Bernie Sanders has tapped into a frenzied millennial base by proposing “free” college tuition (that is, tuition paid for by the government). Bachelor degrees are pitched as the primary means by which individuals can gain skills and increase their incomes, so skyrocketing tuition is becoming a hot election topic. But are more subsidies to the university system a legitimate solution to the problem, or simply a stunt to capitalize on youthful outrage?
There's no denying that the price of higher education is unrealistically high, and a fix is needed. But Sanders’ plan doesn’t even purport to be a solution. It does nothing to address the root problem of rising costs. It merely spreads those costs to society as a whole by socializing them.
Proponents of this idea don’t ever seem to explore the more fundamental question of why the cost of college continues to increase, let alone how socializing those costs stops the inflationary trend.
The assumption seems to be that rising costs are simply a law of nature that we have to deal with. Fortunately, this isn’t the case. If we look at the wider economy, the cost of higher education is clearly an anomaly. Products across the economic spectrum, from smartphones to automobiles, decrease in cost and increase in quality year after year, despite heavy demand. Indeed, consumer demand is what drives continuous innovation in these industries.
Could the problem be something as simple as decreased public funding? Even if that were true, it still wouldn’t explain why universities seem incapable of cutting costs and maximizing performance. Apple, Samsung, and most any other firms seem perfectly able to do so without any regular source of taxpayer funding.
Higher education possess no unique characteristic that prevents it from improving and adapting as every other industry regularly does. But incentives matter, and the market incentives that drive competitive innovation in other industries are heavily distorted in the college and university system.
For starters, under the Higher Education Act signed into law by Lyndon B. Johnson in 1965, universities and colleges gained a de facto monopoly on higher education.
As Senator Mike Lee explains,
Under the federal Higher Education Act, students are eligible for Title IV student loans and grants only if they attend formally accredited institutions. That makes some sense, for purposes of quality control.
Except that under the law, only degree-issuing academic institutions are allowed to be accredited. And only the U.S. Department of Education gets to say who can be an accreditor.
That is, the federal government today operates a kind of higher-education cartel, with federally approved accreditors using their gatekeeper power to keep out unwanted competition.
Can this explain why higher education seems perpetually stagnant and inefficient? Since 1965, computers have gone from being the size of a small building to vastly more powerful, more common, and more affordable pocket-sized devices. Whole other industries have been continuously disrupted again and again, giving way to newer and better models for doing business.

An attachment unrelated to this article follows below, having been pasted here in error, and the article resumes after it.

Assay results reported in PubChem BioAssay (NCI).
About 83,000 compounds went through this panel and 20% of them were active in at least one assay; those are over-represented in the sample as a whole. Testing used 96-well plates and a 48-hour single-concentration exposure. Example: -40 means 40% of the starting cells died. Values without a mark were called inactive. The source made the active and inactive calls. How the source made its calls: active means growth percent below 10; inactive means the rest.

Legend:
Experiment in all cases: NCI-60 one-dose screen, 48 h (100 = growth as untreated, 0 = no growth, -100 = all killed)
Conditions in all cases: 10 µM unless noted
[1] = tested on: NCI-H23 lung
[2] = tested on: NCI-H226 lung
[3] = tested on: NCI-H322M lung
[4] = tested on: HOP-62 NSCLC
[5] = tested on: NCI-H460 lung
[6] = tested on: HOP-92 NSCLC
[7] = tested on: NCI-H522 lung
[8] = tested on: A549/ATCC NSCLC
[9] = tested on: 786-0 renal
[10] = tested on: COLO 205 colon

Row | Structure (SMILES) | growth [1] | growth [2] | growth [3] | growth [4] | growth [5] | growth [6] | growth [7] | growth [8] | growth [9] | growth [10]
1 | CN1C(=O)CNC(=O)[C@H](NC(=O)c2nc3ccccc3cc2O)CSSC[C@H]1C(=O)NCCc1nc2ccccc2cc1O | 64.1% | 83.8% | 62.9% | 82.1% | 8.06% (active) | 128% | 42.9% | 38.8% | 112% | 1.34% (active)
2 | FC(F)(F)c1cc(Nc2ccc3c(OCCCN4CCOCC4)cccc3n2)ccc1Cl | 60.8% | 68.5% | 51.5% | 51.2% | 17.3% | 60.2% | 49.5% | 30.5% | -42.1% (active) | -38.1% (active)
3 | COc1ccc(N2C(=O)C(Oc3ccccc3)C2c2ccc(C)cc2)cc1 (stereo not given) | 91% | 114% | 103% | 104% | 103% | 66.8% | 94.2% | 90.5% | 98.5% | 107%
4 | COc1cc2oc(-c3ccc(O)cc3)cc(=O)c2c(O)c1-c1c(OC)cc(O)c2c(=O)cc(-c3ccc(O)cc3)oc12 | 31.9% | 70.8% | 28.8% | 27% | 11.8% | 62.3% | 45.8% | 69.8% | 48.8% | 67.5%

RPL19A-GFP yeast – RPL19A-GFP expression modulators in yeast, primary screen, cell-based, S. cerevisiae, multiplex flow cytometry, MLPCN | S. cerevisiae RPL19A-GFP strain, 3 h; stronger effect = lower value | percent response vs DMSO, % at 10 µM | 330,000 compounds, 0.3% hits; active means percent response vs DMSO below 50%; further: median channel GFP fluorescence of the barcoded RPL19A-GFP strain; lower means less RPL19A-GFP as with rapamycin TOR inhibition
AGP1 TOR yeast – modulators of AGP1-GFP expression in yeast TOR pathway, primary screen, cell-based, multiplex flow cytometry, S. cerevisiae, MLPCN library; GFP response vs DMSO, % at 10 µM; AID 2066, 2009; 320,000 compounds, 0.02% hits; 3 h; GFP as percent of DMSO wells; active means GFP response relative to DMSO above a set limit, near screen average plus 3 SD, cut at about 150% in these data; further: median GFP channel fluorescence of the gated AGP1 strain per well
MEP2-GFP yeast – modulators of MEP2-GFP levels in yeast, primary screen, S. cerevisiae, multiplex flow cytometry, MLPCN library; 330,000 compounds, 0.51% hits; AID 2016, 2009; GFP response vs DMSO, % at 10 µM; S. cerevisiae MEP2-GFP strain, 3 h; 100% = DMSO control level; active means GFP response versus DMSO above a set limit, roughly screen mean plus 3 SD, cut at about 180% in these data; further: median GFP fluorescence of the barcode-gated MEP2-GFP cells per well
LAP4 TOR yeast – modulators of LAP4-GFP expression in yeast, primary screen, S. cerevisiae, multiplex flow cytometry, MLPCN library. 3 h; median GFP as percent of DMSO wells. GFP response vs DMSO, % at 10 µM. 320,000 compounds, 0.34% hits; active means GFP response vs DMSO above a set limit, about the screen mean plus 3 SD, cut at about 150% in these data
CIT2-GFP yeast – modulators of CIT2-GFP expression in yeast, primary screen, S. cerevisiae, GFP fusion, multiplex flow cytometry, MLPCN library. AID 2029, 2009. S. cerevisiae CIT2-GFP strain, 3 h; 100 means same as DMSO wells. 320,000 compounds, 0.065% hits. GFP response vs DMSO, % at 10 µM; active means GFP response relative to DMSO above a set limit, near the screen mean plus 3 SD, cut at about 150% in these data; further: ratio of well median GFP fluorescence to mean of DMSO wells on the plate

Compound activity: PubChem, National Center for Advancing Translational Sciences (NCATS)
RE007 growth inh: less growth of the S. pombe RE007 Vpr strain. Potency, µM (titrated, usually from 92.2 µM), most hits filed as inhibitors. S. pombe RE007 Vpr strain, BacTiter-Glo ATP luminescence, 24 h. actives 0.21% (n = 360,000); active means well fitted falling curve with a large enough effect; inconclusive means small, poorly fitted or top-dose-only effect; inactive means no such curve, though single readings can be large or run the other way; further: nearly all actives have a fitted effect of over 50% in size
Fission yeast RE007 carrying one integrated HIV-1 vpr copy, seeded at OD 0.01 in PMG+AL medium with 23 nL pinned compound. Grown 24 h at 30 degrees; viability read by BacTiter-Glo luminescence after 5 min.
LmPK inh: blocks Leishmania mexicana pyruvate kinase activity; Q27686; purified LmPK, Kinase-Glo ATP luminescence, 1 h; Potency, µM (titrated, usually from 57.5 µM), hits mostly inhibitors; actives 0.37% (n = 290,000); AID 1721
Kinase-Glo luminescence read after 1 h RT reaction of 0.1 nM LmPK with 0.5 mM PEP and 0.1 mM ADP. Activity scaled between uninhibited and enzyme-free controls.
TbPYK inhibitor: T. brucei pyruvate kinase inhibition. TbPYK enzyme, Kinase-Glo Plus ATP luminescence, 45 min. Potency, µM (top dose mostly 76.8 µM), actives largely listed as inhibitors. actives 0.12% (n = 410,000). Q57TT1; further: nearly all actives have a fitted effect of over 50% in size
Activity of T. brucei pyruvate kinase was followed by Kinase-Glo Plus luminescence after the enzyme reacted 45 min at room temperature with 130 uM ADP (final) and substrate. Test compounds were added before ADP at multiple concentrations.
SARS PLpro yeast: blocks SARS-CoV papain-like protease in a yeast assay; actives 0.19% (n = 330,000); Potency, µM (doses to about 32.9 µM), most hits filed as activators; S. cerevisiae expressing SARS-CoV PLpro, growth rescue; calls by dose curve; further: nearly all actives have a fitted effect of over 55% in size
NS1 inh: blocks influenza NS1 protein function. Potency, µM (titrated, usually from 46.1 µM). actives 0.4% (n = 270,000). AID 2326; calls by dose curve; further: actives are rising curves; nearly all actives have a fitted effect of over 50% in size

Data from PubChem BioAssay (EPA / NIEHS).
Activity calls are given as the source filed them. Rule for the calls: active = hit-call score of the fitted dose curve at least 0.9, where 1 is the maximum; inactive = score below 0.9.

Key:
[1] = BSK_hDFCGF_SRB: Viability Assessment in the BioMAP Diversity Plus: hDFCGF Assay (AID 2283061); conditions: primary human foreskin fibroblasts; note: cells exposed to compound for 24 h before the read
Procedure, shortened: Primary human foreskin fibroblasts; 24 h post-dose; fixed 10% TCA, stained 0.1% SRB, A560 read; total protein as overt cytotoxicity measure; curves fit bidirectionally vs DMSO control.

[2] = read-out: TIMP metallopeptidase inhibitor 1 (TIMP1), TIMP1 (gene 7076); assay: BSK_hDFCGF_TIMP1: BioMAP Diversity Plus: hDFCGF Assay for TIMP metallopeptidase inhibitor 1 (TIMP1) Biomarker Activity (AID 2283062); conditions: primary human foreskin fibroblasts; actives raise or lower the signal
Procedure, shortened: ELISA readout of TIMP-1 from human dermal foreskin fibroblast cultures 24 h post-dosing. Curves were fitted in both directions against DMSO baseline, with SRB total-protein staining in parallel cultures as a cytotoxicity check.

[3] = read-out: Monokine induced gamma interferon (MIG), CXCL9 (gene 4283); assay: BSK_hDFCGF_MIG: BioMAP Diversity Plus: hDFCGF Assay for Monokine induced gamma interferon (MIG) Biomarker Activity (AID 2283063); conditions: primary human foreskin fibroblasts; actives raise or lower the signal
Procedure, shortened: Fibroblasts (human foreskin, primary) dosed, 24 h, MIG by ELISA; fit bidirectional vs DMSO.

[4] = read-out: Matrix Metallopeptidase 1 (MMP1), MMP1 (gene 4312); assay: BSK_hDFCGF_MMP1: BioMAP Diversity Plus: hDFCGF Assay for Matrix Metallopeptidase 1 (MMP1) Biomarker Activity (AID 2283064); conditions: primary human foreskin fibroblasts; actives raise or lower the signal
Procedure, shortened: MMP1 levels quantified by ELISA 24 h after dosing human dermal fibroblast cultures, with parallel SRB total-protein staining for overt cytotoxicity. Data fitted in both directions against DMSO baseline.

Yet despite a relentlessly increasing price tag, a college education is largely the same beast it was decades ago. In 21st century America, our higher education system is still governed by rules written in 1965.
Because of these rules (and a flood of taxpayer-backed loans), more students are funneled into accredited higher education every year, while the supply remains artificially restricted. Even the smallest regional colleges turn away more students than they could hope to take in.
Is it any surprise then that tuition continues to climb when there exists so little competitive pressure to keep it in check? Without the risk of losing potential students to superior alternatives, universities lack the basic incentives to maximize the value they provide while minimizing the cost.
With this in mind, what does Sanders's proposal do to address the underlying structural problem in higher education? As it turns out, worse than nothing.
Instead of seeking to weaken the cartel and drive down prices by increasing competition, free tuition goes the exact opposite way. Like decades worth of failed higher education programs, Sanders seeks to continue stimulating demand while doing nothing to address the artificially limited supply and dearth of innovation. Unchecked by any last remnant of market forces college costs will continue to run away at an even faster rate than before.
Were it still 1965, the Senator might suggest we deal with the AT&T telephone monopoly by demanding free landlines for all Americans forever. Thankfully, this isn’t what happened, and instead of a sprawling federally subsidized landline monopoly, we have a cheap, competitive nationwide market for cellular and mobile internet providers.
But this is exactly what Sanders proposes for higher education: a stagnant, expensive, uncompetitive industry, stuck in the past and eating up billions in subsidies. In doing so, he threatens to deny us the creative destruction sorely needed to bring higher education into the 21st century.
Socialized college tuition may provide a popular and illusory respite for students, but only the competition present in free markets can actually reduce costs and spur sustainable innovation.